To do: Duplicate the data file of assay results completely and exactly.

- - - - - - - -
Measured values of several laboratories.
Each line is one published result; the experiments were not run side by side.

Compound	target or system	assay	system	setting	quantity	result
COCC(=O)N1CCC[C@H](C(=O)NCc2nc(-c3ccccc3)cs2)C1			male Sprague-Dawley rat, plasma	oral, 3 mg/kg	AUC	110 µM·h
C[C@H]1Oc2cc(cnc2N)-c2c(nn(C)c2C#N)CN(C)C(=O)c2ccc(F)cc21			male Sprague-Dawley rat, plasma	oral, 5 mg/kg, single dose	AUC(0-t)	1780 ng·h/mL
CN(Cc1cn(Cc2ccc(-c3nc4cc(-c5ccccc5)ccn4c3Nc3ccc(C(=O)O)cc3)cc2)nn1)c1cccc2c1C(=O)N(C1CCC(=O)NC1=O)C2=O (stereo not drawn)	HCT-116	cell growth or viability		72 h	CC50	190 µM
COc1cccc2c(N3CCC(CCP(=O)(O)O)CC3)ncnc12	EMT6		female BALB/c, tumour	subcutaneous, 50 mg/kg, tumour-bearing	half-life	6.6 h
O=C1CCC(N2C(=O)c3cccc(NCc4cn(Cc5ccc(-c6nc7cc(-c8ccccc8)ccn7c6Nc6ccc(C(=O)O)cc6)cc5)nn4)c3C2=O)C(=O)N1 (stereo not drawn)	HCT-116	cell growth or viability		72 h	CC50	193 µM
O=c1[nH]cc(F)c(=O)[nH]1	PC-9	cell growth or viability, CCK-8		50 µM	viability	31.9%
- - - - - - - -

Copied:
Measured values of several laboratories.
Each line is one published result; the experiments were not run side by side.

Compound	target or system	assay	system	setting	quantity	result
COCC(=O)N1CCC[C@H](C(=O)NCc2nc(-c3ccccc3)cs2)C1			male Sprague-Dawley rat, plasma	oral, 3 mg/kg	AUC	110 µM·h
C[C@H]1Oc2cc(cnc2N)-c2c(nn(C)c2C#N)CN(C)C(=O)c2ccc(F)cc21			male Sprague-Dawley rat, plasma	oral, 5 mg/kg, single dose	AUC(0-t)	1780 ng·h/mL
CN(Cc1cn(Cc2ccc(-c3nc4cc(-c5ccccc5)ccn4c3Nc3ccc(C(=O)O)cc3)cc2)nn1)c1cccc2c1C(=O)N(C1CCC(=O)NC1=O)C2=O (stereo not drawn)	HCT-116	cell growth or viability		72 h	CC50	190 µM
COc1cccc2c(N3CCC(CCP(=O)(O)O)CC3)ncnc12	EMT6		female BALB/c, tumour	subcutaneous, 50 mg/kg, tumour-bearing	half-life	6.6 h
O=C1CCC(N2C(=O)c3cccc(NCc4cn(Cc5ccc(-c6nc7cc(-c8ccccc8)ccn7c6Nc6ccc(C(=O)O)cc6)cc5)nn4)c3C2=O)C(=O)N1 (stereo not drawn)	HCT-116	cell growth or viability		72 h	CC50	193 µM
O=c1[nH]cc(F)c(=O)[nH]1	PC-9	cell growth or viability, CCK-8		50 µM	viability	31.9%